Skip to content

Joint bank accounts

Open a joint bank account

  • Compare our best joint account offers


Compare current accounts from a range of providers

We'll do the hard part, so you don't have to. We work with leading current account providers to make managing your money simple

company logo for santander
company logo for virgin-money-new
company logo for hsbc-110
company logo for tsb-110
company logo for starling-3
company logo for fd-4
company logo for coop-3

Why compare joint bank accounts with MoneySuperMarket?

  • It's fast

    We find joint current accounts from a wide range of leading providers and we’ll show you the results instantly 

  • It's clear

    We highlight the joint current account’s key features upfront, such as overdraft, interest rates, bonuses and limit 

  • Apply online

    As soon as you’ve found the current account you want, you just need to click through to the provider and apply 

What is a joint bank account?

A joint account is a way of sharing a bank account between two or more people. This will usually be yourself and your partner or others you live with.

A joint current account can be a convenient way to manage your finances with someone else, especially if you have shared outgoings like rent, utility bills, or mortgage payments. If you’re looking to open joint bank accounts, it can feel complicated as there are so many different options with various perks and benefits.

When you compare current accounts with MoneySuperMarket, we’ll do the hard work for you. We can compare joint bank accounts from a broad range of providers, helping you find the solution that best suits you and your financial goals.

card image

How do joint bank accounts work?

If you’re considering opening a joint account, here are some things to consider:

  • Control of your finances

    With a joint account, both people can have their income paid into the account. You’ll both have joint access and be able to make debit card or contactless payments, as well as set up direct debits or standing orders

  • Separate spending

    You can choose to have a separate bank account for your personal spending and a joint account for shared household bills like your rent, mortgage payments, utility bills, and food shopping

  • Joint responsibility

    If your joint account goes overdrawn, each joint account holder is responsible for paying back the amount owed. This effectively means you could end up being responsible for payment of the other person’s debts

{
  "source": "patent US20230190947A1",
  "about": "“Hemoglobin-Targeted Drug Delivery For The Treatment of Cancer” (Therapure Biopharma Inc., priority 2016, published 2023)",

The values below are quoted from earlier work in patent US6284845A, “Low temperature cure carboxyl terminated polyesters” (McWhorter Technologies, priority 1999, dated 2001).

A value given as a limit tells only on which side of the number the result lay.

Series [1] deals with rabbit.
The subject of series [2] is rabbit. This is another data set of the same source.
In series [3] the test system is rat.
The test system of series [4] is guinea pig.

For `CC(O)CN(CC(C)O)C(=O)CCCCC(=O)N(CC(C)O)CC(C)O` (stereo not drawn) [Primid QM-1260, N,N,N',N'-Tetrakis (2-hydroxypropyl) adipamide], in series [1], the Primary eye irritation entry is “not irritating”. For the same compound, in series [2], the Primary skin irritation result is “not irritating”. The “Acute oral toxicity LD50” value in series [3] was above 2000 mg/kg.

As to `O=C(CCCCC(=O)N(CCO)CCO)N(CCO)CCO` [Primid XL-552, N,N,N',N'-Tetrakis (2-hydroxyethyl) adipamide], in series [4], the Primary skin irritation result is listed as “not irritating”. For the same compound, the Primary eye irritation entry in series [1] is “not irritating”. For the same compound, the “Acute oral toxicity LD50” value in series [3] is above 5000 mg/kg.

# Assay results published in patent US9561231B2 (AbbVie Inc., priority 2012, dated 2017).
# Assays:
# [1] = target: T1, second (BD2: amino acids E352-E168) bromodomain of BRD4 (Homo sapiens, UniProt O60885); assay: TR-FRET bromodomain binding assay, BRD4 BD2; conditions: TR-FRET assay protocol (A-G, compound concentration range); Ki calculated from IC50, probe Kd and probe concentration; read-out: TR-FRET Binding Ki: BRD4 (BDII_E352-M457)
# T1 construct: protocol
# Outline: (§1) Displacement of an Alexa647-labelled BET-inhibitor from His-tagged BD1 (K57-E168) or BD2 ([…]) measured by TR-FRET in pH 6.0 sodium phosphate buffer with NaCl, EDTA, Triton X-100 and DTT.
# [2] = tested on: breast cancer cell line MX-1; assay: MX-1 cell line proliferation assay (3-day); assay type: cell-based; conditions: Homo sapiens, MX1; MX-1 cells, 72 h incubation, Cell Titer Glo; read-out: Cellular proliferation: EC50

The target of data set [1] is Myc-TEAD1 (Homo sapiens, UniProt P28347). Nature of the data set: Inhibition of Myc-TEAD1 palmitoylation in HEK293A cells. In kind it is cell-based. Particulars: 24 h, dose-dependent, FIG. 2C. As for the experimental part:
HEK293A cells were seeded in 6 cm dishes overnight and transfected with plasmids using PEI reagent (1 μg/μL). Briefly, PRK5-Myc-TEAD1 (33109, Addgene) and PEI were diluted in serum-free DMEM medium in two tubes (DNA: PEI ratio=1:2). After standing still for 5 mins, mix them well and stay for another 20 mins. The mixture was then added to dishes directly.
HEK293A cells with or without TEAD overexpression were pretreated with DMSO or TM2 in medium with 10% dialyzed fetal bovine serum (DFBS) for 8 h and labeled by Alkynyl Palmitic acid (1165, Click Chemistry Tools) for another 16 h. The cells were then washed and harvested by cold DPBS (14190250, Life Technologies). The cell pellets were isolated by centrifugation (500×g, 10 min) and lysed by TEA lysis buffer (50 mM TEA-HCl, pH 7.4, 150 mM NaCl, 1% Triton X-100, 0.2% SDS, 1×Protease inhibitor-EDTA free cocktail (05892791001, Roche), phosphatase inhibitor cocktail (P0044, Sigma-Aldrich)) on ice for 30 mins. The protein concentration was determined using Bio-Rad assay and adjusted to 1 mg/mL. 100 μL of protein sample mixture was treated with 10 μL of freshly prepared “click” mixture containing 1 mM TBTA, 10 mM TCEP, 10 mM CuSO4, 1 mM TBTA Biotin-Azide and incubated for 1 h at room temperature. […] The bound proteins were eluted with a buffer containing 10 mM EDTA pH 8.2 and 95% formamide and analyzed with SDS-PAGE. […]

What do I need to set up a joint account online?

Here are the documents you’ll need when registering for your joint account online: 

  • Proof of identity

    The bank will need to know you are who you say you are. You can prove this with your passport or driver’s licence. 

  • Proof of address

    The bank needs to know where you live. You can verify your address with a utility bill or other bank statement. 

How to choose the best joint bank account

The best joint account for you will depend on your personal circumstances and financial goals. So before you apply, you’ll need to decide what bank account features are most important to you. Here are some of the key factors to consider when choosing a joint account:

  • Tick

    Access and convenience

    Most banks will let you access your joint current account through online banking. Alternatively, you can use their mobile banking app, where you’ll be able to see your balance and transactions at any time. You should also be able to set up standing orders or direct debits and transfer money to a savings account if you wanted to.  

  • Tick

    Rewards on your banking

    If you never go overdrawn, a joint account that pays cashback or rewards could suit you best. Some current accounts offer you cashback when you pay your bills or make certain transactions. Some banks offer a cash incentive when you switch, so this may be worth looking out for.

  • Tick

    To earn interest on your balance

    If your account is typically in credit (meaning you don’t go overdrawn), you may want a joint account that pays interest on your credit balance. Some joint accounts pay a better interest rate than savings accounts. But there are usually limits on the interest paid.

  • Tick

    To gain extra benefits

    You may prefer to open a joint account that comes with extra benefits, like travel and mobile phone insurance, which is known as a packaged account. And with a joint packaged account, both account holders should get the add-ons and you’ll only need to pay one fee   


Pros and cons of a joint bank account

Not sure if a joint account is the right option for you? Here are some potential advantages and disadvantages of joint bank accounts:

  • Tick


    • Easy-to-manage household finances  

    • If you decide on a joint packaged account, you’ll get extra benefits and only pay one account fee  

    • Earn more interest, as there’s often more money in a joint account than a sole account  

  • Cross


    • Your credit history will be linked to other account holders and could be negatively affected

    • You’ll be jointly responsible for arranged overdraft debt even if you didn’t spend it 

    • Must be able to trust the other account holder with your money

Can joint bank accounts affect my credit score?

When you open a joint account, the credit record of the other account holder will have an impact on your own score. So, if they have a history of bad credit or run into financial problems, it could affect your eligibility for credit further down the line. On the plus side, if they have a spotless credit record, it could make it easier for you to borrow money.